Dr. Lindsey Swierk and Dr. Jennifer Tennessen, Yale University, New Haven, CT
Understanding amphibian responses to noisy suburban habitats
According to recent studies, one-third of amphibian species are threatened with extinction. Suburbanization and associated noise pollution can drive amphibian decline. Drs. Swierk and Tennessen will embark on a multi-year project, using Song Meter SM4 acoustic recorders to monitor entire seasons of frog chorusing behavior at suburban and forested ponds. Using both Song Scope and the new Kaleidoscope Pro 4 analysis software, the team will create song scapes to compare visual representations of ambient sounds, documenting chorus-wide interruptions and examining changes in chorus frequencies as adaptations to noisy suburban habitats.
This is important work as there is a shortage of research available addressing the effects of noise pollution on individual frog species and populations . The study will shed light on species' responses to changing environments and promote public awareness of amphibian conservation. The project will also be part of an urban/suburban conservation education experience for high school students in the Yale Peabody Museum's EVOLUTIONS After School Program.
Dr. Amy Belaire , St. Edward's University, Wild Basin Creative Research Center, Austin, TX
Wild Basin Acoustic Biodiversity Project
Wild Basin is a 227 acre natural area, located within a ten minute drive outside of Austin, TX. Dr. Belaire, Wild Basin staff, and a team of university student interns will deploy Song Meter SM4 acoustic recorders at Wild Basin to track changes in bird and anuran communities as the surrounding landscape becomes increasingly urbanized. Dr. Belaire's team will analyze the Song Meter SM4 data using Wildlife Acoustics' new Kaleidoscope Pro 4 software.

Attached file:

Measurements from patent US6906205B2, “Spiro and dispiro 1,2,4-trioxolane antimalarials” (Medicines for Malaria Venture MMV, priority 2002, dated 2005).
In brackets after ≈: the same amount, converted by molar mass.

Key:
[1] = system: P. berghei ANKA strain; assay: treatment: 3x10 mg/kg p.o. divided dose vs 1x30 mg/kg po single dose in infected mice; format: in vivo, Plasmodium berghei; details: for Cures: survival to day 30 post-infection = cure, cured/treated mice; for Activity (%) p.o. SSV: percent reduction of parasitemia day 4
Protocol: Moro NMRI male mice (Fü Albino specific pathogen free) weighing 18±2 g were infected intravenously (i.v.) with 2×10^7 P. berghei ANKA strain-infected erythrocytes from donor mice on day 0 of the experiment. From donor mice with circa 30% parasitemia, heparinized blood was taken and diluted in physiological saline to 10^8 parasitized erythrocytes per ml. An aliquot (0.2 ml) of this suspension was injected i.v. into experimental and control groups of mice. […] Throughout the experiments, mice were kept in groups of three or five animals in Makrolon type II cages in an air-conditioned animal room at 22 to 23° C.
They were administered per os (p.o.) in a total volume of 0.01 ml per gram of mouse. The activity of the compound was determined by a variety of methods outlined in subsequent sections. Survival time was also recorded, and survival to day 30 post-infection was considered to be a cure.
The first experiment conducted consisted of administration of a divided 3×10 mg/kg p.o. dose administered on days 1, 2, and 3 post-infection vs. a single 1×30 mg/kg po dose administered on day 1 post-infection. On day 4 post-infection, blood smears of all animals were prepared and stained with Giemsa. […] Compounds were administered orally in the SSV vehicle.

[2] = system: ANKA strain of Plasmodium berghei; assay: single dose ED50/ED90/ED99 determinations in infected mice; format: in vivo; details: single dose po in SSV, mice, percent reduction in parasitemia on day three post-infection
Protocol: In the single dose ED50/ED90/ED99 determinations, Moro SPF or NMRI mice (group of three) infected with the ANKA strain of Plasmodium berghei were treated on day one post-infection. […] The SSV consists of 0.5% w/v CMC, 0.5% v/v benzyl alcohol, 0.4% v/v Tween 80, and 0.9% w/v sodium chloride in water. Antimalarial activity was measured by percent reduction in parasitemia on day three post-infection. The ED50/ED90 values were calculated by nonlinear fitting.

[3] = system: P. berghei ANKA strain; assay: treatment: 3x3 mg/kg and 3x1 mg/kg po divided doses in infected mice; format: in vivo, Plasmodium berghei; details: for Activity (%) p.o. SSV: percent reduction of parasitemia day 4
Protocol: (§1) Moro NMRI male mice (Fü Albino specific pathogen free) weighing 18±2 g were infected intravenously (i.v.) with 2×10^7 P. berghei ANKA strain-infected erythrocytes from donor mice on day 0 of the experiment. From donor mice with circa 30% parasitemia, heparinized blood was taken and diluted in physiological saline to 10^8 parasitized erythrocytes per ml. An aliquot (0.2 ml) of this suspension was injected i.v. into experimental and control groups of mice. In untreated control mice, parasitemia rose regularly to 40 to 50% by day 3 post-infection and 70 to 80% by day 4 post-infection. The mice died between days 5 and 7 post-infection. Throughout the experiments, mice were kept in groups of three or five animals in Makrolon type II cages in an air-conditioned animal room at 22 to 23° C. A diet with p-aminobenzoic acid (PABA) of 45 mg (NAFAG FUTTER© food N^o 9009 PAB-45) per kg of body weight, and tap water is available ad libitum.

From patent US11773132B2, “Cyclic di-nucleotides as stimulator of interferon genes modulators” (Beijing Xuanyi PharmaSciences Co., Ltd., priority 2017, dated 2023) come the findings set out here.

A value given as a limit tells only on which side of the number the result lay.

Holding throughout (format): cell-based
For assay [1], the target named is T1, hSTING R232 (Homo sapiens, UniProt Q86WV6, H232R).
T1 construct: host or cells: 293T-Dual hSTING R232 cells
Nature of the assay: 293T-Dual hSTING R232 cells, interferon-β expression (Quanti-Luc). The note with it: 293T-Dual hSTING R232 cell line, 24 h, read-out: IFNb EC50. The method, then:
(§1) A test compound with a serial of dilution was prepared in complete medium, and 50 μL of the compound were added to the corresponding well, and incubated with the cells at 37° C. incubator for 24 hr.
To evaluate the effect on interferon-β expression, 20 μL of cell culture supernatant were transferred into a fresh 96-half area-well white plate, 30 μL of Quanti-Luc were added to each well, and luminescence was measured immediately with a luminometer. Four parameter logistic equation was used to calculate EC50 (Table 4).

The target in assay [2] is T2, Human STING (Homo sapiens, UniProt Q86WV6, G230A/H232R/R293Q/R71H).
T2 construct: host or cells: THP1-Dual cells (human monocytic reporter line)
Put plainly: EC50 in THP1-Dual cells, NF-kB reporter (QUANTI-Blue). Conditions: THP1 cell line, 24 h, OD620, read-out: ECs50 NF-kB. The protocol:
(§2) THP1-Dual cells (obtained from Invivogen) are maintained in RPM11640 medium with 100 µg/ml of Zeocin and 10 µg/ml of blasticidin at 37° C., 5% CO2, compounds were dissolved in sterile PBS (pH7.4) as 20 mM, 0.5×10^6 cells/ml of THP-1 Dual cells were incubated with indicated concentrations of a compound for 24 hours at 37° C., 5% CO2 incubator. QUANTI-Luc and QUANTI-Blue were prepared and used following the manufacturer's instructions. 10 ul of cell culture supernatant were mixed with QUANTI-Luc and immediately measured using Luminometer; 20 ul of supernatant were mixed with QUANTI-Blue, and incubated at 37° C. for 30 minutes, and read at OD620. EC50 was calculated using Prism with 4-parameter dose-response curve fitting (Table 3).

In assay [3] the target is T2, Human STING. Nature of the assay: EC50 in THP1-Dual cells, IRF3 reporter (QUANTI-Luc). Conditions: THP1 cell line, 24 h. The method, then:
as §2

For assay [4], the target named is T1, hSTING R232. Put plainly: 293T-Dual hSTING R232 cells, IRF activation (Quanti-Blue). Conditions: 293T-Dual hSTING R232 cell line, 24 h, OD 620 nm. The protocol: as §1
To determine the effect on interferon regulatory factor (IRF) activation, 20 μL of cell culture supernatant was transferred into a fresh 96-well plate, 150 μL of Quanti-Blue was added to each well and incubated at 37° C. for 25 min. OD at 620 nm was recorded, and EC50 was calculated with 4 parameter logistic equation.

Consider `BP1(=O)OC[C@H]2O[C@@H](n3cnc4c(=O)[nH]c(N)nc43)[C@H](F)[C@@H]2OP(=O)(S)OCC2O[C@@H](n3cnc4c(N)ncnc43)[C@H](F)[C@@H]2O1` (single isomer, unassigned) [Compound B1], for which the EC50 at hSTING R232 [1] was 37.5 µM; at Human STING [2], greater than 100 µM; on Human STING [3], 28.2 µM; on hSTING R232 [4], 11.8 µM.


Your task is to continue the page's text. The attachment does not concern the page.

Project results will be shared with the scientific community through various publications. Just as important, the study and its methods will be shared with K-12 audiences and the general public in several different ways, including videos that share the process of acoustic data collection and analysis with local classrooms. Datasets will also be shared on the Wild Basin website as part of an educator/student virtual field station. Finally, using QR codes on Wild Basin trail markers, the roughly 10,000 (annual) visitors to the preserve may use their smart phones to learn about the collected vocalizations and interpretive information.
Cameron Brown, Save Tootgarook Swamp, Inc., Victoria, Australia
Australasian Bittern Project
The Australasian Bittern is a threatened species which is listed on the International Union for Conservation (ICUN) red data list as well as on the Environment Protection and Biodiversity Conservation Act (EPBC) as Endangered. Tootgarook Swamp is one of the few natural freshwater wetlands remaining on the Mornington Peninsula and serves as protective habitat for a species with an Australian population of less than 1000. The bittern is a highly cryptic and secretive species and last year's discovery of calling birds at the wetlands was a significant event. The most effective way to monitor bitterns is to listen for calling birds from evening through to dawn. Mr. Brown will use Kaleidoscope Pro 4 analysis software to detect the distinctive low-frequency booming call of the male bittern from the Song Meter recordings.
Since the call analysis is a critical indicator of the birds establishing breeding territories, the study results will be central to the protection of Bittern habitat and to the reversal of the bird's population decline. To that end, the survey will be shared with Birdlife Australia and the Save Tootgarook Swamp organization to seek further local government planning action, such as feral animal control.